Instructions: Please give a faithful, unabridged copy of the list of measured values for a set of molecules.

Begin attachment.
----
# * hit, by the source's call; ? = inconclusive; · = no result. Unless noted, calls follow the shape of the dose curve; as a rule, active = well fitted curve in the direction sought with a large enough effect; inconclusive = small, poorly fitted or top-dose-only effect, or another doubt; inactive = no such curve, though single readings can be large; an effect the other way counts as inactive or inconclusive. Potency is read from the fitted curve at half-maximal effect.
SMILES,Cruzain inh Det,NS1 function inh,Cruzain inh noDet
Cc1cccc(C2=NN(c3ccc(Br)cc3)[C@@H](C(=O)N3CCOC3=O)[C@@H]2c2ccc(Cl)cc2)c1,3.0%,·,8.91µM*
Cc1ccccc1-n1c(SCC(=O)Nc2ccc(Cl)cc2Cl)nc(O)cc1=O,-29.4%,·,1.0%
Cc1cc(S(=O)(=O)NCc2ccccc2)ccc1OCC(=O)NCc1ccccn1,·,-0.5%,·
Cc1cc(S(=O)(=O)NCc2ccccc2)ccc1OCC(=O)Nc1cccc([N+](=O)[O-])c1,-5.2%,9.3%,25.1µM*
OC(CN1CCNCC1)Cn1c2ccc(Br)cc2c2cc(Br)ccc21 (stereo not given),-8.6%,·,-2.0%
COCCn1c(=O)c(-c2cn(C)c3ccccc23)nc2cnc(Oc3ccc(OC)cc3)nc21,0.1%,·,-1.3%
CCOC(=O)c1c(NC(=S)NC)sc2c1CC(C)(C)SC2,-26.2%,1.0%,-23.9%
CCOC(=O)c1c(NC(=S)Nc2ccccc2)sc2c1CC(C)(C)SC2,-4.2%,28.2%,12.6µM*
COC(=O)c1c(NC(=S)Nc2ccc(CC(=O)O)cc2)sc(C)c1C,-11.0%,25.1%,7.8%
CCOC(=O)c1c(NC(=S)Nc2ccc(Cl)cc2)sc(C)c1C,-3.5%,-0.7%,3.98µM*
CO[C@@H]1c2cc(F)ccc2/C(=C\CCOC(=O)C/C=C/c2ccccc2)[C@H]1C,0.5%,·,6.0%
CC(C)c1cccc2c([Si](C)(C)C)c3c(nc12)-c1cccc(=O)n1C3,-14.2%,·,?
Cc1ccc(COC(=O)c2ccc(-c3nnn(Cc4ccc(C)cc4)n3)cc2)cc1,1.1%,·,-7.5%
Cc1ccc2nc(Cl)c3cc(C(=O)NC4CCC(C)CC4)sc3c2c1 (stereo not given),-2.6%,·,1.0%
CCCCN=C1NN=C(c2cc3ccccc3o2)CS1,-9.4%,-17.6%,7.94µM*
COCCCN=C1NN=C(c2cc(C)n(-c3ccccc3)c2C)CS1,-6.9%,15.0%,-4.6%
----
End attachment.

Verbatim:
# * hit, by the source's call; ? = inconclusive; · = no result. Unless noted, calls follow the shape of the dose curve; as a rule, active = well fitted curve in the direction sought with a large enough effect; inconclusive = small, poorly fitted or top-dose-only effect, or another doubt; inactive = no such curve, though single readings can be large; an effect the other way counts as inactive or inconclusive. Potency is read from the fitted curve at half-maximal effect.
SMILES,Cruzain inh Det,NS1 function inh,Cruzain inh noDet
Cc1cccc(C2=NN(c3ccc(Br)cc3)[C@@H](C(=O)N3CCOC3=O)[C@@H]2c2ccc(Cl)cc2)c1,3.0%,·,8.91µM*
Cc1ccccc1-n1c(SCC(=O)Nc2ccc(Cl)cc2Cl)nc(O)cc1=O,-29.4%,·,1.0%
Cc1cc(S(=O)(=O)NCc2ccccc2)ccc1OCC(=O)NCc1ccccn1,·,-0.5%,·
Cc1cc(S(=O)(=O)NCc2ccccc2)ccc1OCC(=O)Nc1cccc([N+](=O)[O-])c1,-5.2%,9.3%,25.1µM*
OC(CN1CCNCC1)Cn1c2ccc(Br)cc2c2cc(Br)ccc21 (stereo not given),-8.6%,·,-2.0%
COCCn1c(=O)c(-c2cn(C)c3ccccc23)nc2cnc(Oc3ccc(OC)cc3)nc21,0.1%,·,-1.3%
CCOC(=O)c1c(NC(=S)NC)sc2c1CC(C)(C)SC2,-26.2%,1.0%,-23.9%
CCOC(=O)c1c(NC(=S)Nc2ccccc2)sc2c1CC(C)(C)SC2,-4.2%,28.2%,12.6µM*
COC(=O)c1c(NC(=S)Nc2ccc(CC(=O)O)cc2)sc(C)c1C,-11.0%,25.1%,7.8%
CCOC(=O)c1c(NC(=S)Nc2ccc(Cl)cc2)sc(C)c1C,-3.5%,-0.7%,3.98µM*
CO[C@@H]1c2cc(F)ccc2/C(=C\CCOC(=O)C/C=C/c2ccccc2)[C@H]1C,0.5%,·,6.0%
CC(C)c1cccc2c([Si](C)(C)C)c3c(nc12)-c1cccc(=O)n1C3,-14.2%,·,?
Cc1ccc(COC(=O)c2ccc(-c3nnn(Cc4ccc(C)cc4)n3)cc2)cc1,1.1%,·,-7.5%
Cc1ccc2nc(Cl)c3cc(C(=O)NC4CCC(C)CC4)sc3c2c1 (stereo not given),-2.6%,·,1.0%
CCCCN=C1NN=C(c2cc3ccccc3o2)CS1,-9.4%,-17.6%,7.94µM*
COCCCN=C1NN=C(c2cc(C)n(-c3ccccc3)c2C)CS1,-6.9%,15.0%,-4.6%